Skip to main content

Measuring the effects of supplementary feeding and biosecurity on the trajectory of a threatened avian population

Fogell, Deborah Jean (2019) Measuring the effects of supplementary feeding and biosecurity on the trajectory of a threatened avian population. Doctor of Philosophy (PhD) thesis, University of Kent,. (Access to this publication is currently restricted. You may be able to access a copy if URLs are provided) (KAR id:81311)

PDF
Language: English

Restricted to Repository staff only until June 2022.
Contact us about this Publication
[img]

Abstract

When faced with emerging infectious diseases in wild populations, conservationists are often forced to respond rapidly, with decisions based in uncertainty. Clear decision-making processes are rarely followed and subsequent monitoring and evaluation as to the efficacy of the chosen solution is often neglected. This thesis interrogates the interaction between disease transmission and population management solutions for the recovery of the endangered Mauritius parakeet (Psittacula eques), with a particular focus on nest sites, supplementary feeding hoppers and biosecurity. Beak and feather disease virus (BFDV; Circoviridae), the etiological agent of Psittacine beak and feather disease (PBFD), is widely infectious and fatal. PBFD is considered the most common viral disease in wild parrots and was first detected in Mauritius parakeets in 2005. Here I apply a combination of field-based experiments and molecular genetic techniques to screen both host and environmental DNA for BFDV, alongside observational, demographic and breeding data to address three key research questions. I assess the influence of (i) the wildlife trade in the global spread of BFDV, (ii) artificial nest sites and supplementary feeding hoppers on the prevalence of BFDV in Mauritius parakeets, and (iii) sociality at supplementary feeding hoppers on the transmission of BFDV. The key aim of this thesis is to provide practical and implementable management solutions that are relevant to any conservationists managing wild populations affected by BFDV.

I detected BFDV in wild parrots from eight new countries, as well as from birds seized from illegal trafficking. Phylogenetic associations between geographically distant regions highlight the impacts of the wildlife trade in the spread of infectious disease globally. With regards to population management, I found that there is currently no observable relationship between nest site placement and either BFDV prevalence or fecundity, but the relationship between BFDV prevalence and nest altitude may be of greater relevance under future climate change scenarios. Whilst biosecurity protocols applied at nest sites successfully reduced BFDV prevalence in nestlings, upscaled disinfection of hoppers had no significant effect. However, both forms of biosecurity unintentionally and significantly hindered Mauritius parakeet breeding success. Finally, I determined that the relationship between BFDV prevalence and hoppers was better attributed to the artificially altered frequency of social interaction between individuals at these centralised hubs.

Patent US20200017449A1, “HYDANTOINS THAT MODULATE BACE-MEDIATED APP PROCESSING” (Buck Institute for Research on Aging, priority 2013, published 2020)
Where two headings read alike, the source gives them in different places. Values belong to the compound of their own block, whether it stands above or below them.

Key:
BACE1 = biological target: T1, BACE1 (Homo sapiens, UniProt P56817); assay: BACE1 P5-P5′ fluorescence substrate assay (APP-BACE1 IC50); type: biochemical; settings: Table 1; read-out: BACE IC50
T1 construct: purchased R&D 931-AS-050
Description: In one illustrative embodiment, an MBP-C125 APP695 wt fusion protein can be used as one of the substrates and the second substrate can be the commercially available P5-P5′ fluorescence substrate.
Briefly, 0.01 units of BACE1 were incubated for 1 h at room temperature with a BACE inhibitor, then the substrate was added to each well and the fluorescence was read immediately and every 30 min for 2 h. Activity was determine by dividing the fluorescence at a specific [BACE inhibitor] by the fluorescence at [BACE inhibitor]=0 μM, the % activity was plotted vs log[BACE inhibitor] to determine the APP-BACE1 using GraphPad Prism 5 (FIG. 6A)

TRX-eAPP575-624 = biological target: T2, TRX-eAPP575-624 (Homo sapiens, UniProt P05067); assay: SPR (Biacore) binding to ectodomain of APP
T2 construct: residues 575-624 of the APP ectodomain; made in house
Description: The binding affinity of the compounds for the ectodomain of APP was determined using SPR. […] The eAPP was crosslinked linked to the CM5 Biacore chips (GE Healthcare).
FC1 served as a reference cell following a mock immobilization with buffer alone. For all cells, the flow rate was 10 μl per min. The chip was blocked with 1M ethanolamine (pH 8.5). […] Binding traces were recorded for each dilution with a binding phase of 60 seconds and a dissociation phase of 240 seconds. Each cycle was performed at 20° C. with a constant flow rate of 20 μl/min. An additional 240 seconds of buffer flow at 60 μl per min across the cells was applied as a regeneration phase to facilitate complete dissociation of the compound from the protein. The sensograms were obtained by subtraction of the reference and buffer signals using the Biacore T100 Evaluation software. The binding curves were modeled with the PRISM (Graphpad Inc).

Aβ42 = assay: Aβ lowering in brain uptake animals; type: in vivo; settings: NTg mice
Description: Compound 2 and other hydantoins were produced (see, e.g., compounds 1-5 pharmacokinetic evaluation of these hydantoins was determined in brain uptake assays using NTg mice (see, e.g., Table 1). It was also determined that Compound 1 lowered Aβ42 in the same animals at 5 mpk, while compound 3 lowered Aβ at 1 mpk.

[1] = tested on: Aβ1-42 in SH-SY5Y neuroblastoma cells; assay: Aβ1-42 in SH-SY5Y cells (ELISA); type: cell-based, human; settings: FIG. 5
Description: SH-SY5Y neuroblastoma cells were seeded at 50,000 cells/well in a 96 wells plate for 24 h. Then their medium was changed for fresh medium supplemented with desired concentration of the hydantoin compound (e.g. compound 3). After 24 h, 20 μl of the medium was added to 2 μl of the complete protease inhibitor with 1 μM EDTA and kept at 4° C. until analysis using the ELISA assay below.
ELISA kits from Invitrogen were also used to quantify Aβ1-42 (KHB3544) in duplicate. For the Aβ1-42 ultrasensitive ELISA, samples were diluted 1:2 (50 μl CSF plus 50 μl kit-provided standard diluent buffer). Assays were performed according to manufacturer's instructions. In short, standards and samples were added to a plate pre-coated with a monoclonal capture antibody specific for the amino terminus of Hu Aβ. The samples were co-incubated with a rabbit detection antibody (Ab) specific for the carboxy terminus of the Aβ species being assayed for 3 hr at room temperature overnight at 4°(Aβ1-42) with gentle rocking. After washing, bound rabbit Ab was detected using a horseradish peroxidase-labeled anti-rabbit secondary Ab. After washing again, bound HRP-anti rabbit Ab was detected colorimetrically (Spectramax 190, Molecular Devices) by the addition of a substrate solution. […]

These results have both increased our knowledge of BFDV occurrence globally, covering some highly biodiverse but data deficient regions, and provided an evidence-based approach to the evaluation of in situ pathogen management. Management for wildlife conservation should be critically evaluated through targeted monitoring and experimental manipulation, and this evaluation should always focus on the fundamental objective of conservation.

Item Type: Thesis (Doctor of Philosophy (PhD))
Thesis advisor: Groombridge, Jim
Thesis advisor: Ewen, John
Uncontrolled keywords: BFDV, biosecurity, conservation, emerging infectious disease, endangered species recovery, PBFD
Divisions: Faculties > Social Sciences > School of Anthropology and Conservation
SWORD Depositor: System Moodle
Depositing User: System Moodle
Date Deposited: 19 May 2020 11:10 UTC
Last Modified: 20 May 2020 13:23 UTC
Resource URI: https://kar.kent.ac.uk/id/eprint/81311 (The current URI for this page, for reference purposes)
  • Depositors only (login required):

Downloads

Downloads per month over past year